December 1, 2009
The past month has been a busy one when it comes to HIV/AIDS treatment guidelines. Revised U.S. guidelines were released on Dec. 1, providing an interesting counterpoint to recently updated HIV treatment guidelines from two other key groups: the World Health Organization (WHO) and the European AIDS Clinical Society.
On Nov. 30, the WHO revised its HIV/AIDS treatment guidelines for the first time since 2006. Perhaps the most noteworthy change to the guidelines, which are meant primarily for developing countries, is that the WHO raised its recommendation for starting HIV treatment from a CD4 count of 200 to a CD4 count of 350. That change may make as many as five million more HIV-positive people eligible for antiretroviral treatment throughout the world, WHO says. Of course, it also raises an important new question: If five million people living with HIV in resource-poor countries are already in need of medications, what will happen when millions more people are added to that waiting list?
Also among the revised recommendations is a more aggressive stance on HIV treatment for pregnant women. Whereas WHO's previous guidelines recommended that women with HIV begin antiretroviral treatment at their 28th week of pregnancy, the new guidelines say that they should begin taking HIV medications at week 14. In addition, the old guidelines were noncommittal on the issue of breastfeeding, WHO says; by contrast, the revised guidelines recommend that women continue taking HIV medications through the end of the breastfeeding period, which WHO suggests should last until the baby is 12 months old.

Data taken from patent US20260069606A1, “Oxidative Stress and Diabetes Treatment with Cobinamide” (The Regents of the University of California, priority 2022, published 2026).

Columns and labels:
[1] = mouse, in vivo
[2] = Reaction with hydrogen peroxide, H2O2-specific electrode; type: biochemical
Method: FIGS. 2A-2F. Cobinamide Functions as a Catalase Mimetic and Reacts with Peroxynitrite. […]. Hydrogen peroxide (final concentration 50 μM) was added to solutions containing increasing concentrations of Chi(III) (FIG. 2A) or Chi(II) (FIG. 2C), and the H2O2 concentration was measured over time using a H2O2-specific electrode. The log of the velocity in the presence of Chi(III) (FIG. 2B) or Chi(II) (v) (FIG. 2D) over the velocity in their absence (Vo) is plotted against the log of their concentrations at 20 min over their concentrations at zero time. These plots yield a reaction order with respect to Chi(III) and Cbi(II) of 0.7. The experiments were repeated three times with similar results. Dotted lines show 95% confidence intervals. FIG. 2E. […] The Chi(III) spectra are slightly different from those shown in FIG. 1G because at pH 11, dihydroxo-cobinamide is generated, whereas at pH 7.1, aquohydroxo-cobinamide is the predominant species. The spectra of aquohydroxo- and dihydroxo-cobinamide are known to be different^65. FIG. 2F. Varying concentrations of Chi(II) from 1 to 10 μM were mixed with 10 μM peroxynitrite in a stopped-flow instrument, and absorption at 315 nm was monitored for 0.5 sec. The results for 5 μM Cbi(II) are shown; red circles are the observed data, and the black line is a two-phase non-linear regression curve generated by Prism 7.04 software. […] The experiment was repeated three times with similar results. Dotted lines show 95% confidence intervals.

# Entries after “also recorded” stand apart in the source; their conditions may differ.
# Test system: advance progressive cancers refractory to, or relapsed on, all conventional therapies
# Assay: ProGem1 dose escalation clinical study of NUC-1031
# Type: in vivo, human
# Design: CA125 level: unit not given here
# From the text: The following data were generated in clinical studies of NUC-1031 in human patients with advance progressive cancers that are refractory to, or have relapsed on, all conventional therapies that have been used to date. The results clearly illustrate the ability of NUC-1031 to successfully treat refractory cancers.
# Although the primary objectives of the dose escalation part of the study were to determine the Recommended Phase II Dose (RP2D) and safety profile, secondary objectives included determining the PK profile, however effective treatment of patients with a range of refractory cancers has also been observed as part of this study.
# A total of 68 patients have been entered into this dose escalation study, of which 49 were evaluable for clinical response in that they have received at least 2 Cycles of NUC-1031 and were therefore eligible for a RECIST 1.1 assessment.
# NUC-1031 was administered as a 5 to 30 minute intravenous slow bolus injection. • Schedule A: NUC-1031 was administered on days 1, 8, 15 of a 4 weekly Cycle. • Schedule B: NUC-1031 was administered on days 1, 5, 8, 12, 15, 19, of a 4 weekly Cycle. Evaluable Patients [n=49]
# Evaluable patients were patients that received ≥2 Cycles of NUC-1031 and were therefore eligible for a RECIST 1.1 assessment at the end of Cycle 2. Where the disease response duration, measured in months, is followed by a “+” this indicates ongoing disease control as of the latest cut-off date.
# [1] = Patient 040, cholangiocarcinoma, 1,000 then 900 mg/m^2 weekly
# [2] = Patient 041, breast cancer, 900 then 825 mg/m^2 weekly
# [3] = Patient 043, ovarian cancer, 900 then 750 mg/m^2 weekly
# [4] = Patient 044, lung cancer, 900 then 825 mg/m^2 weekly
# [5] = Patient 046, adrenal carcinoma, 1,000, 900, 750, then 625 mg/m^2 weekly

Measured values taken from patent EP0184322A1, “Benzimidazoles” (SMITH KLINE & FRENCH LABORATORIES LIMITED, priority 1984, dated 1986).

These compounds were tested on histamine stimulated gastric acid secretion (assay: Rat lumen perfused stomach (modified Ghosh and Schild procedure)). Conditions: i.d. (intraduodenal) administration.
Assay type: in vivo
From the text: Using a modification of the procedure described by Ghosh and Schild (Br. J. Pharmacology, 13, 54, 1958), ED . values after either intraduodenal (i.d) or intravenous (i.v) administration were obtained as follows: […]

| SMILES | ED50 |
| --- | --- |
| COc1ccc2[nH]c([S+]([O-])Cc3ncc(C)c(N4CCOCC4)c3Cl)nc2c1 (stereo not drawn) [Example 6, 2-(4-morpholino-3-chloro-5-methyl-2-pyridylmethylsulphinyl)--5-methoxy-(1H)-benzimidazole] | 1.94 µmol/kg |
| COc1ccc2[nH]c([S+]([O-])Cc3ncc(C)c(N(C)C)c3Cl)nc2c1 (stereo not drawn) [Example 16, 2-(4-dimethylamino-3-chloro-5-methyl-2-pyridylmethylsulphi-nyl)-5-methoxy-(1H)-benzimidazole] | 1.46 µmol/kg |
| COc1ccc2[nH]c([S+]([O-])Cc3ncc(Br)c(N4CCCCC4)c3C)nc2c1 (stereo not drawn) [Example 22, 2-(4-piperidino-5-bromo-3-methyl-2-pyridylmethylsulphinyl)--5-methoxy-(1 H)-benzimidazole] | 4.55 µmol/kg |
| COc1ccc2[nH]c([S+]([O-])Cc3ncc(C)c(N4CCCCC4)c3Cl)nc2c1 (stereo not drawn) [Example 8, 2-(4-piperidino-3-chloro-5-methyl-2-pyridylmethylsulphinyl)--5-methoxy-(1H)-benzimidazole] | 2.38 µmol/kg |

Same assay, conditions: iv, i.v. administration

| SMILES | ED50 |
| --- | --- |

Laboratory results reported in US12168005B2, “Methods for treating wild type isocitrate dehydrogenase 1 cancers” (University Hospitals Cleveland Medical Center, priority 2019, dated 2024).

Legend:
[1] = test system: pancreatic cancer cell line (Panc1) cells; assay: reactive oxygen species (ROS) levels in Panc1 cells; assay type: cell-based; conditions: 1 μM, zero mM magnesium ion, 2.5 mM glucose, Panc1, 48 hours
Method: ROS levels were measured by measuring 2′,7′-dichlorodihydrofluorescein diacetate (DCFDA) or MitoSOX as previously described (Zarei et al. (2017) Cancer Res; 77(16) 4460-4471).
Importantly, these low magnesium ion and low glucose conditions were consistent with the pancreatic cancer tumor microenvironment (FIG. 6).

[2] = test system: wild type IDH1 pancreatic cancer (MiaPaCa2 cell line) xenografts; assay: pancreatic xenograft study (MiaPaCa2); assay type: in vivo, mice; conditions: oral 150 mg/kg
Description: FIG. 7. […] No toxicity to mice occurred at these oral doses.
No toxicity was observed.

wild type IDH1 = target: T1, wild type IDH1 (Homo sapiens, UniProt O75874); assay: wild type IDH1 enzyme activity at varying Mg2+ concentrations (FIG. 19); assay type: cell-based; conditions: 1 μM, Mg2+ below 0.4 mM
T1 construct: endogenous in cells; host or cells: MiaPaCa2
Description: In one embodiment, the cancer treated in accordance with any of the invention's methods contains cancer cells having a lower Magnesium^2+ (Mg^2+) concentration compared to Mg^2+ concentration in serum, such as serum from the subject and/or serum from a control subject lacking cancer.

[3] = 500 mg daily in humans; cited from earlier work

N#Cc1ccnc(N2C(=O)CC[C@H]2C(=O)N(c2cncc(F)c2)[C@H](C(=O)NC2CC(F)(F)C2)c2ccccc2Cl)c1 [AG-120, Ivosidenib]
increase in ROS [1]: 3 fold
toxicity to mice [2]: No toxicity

Another welcome change worth noting is that the WHO now recommends countries start phasing out Zerit (stavudine, d4T) -- a process that began long ago in the U.S., since Zerit is known to be the leading culprit of lipoatrophy (fat loss) among HIV medications, and has been tied to other side effects as well. The WHO recommends that countries turn to Retrovir (zidovudine, AZT) or Viread (tenofovir), two less-toxic alternatives to Zerit.
The European AIDS Clinical Society updated its own set of HIV/AIDS treatment guidelines just a few weeks ago (and for the first time since 2007). They differ from the new U.S. guidelines on the issue of when to start treatment: The European guidelines suggest that, among HIV-positive people with a CD4 count between 350 and 500, starting treatment is only recommended if that person is pregnant, over the age of 50 or has one of a range of specific health conditions, including hepatitis C coinfection, cardiovascular risk and cancer. (The revised U.S. guidelines, by contrast, recommend treatment for all HIV-positive people with a CD4 count below 500.)
What really sets the European guidelines apart, however (besides the fact that they're much easier to browse online), is how much detail they go into on the issue of HIV and aging. They include a host of prevention, testing and treatment recommendations for cancer, heart problems, bone disorders and other health issues that are growing more common among people with HIV as they get older.